The Rural-Urban commuting area (RUCA) codes, a detailed and flexible scheme for delineating sub-county components of the U.S. settlement system developed by the U.S. Department of Agriculture's Economic Research Service (ERS). RUCA codes are based on the same theoretical concepts used by the Office of Management and Budget (OMB) to define county-level metropolitan and micropolitan areas. ERS applied similar criteria to measures of population density, urbanization, and daily commuting to identify urban cores and adjacent territory that is economically integrated with those cores. ERS adopted OMB's metropolitan and micropolitan terminology to highlight the underlying connectedness between the two classification systems. However, the use of census tracts instead of counties as building blocks for RUCA codes provides a different and more detailed geographic pattern of settlement classification. Census tracts are used because they are the smallest geographic building block for which reliable commuting data are available.
The primary legal divisions of most states are termed ''counties.'' In Louisiana, these divisions are known as parishes. In Alaska, which has no counties, the statistically equivalent entities are census areas, cities and boroughs (as in Juneau City and Borough), a municipalities (Anchorage), and organized boroughs. Census areas are delineated cooperatively for data presentation purposes by the state of Alaska and the U.S. Census Bureau. In four states (Maryland, Missouri, Nevada, and Virginia), there are one or more incorporated places that are independent of any county organization and thus constitute primary divisions of their states; these incorporated places are known as ''independent cities'' and are treated as equivalent to counties for data presentation purposes. (In some data presentations, they may be treated as county subdivisions and places.) The District of Columbia has no primary divisions, and the entire area is considered equivalent to a county for data presentation purposes.
Census Tracts are small, relatively permanent statistical subdivisions of a county or equivalent entity that are updated by local participants prior to each decennial census as part of the Census Bureau's Participant Statistical Areas Program. The Census Bureau delineates census tracts in situations where no local participant existed or where state, local, or tribal governments declined to participate. The primary purpose of census tracts is to provide a stable set of geographic units for the presentation of statistical data.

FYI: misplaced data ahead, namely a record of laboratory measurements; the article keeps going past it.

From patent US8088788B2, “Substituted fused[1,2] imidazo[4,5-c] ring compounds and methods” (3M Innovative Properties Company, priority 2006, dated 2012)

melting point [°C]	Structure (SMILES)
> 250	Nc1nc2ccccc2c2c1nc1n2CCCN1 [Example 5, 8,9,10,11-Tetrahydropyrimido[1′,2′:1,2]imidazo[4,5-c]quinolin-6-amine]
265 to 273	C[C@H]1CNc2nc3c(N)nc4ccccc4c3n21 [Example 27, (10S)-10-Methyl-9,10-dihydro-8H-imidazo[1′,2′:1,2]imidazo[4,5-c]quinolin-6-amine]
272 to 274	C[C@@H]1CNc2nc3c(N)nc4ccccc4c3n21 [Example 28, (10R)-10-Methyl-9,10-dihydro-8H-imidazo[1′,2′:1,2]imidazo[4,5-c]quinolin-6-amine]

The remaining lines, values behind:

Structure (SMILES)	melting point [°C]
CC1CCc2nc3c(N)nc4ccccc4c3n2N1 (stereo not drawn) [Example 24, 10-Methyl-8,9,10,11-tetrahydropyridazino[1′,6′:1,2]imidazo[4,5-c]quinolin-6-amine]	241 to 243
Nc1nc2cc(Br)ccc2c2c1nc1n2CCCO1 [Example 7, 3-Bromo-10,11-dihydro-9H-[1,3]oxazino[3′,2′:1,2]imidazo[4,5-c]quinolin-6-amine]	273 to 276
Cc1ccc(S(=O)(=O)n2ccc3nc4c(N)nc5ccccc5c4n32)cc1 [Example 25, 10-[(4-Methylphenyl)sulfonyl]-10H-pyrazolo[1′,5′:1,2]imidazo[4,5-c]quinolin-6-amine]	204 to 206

Census tracts generally have a population size between 1,200 and 8,000 people, with an optimum size of 4,000 people. A census tract usually covers a contiguous area; however, the spatial size of census tracts varies widely depending on the density of settlement. Census tract boundaries are delineated with the intention of being maintained over a long time so that statistical comparisons can be made from census to census. Census tracts occasionally are split due to population growth or merged as a result of substantial population decline.
Census tract boundaries generally follow visible and identifiable features. They may follow nonvisible legal boundaries, such as minor civil division (MCD) or incorporated place boundaries in some states and situations, to allow for census-tract-to-governmental-unit relationships where the governmental boundaries tend to remain unchanged between censuses. State and county boundaries always are census tract boundaries in the standard census geographic hierarchy.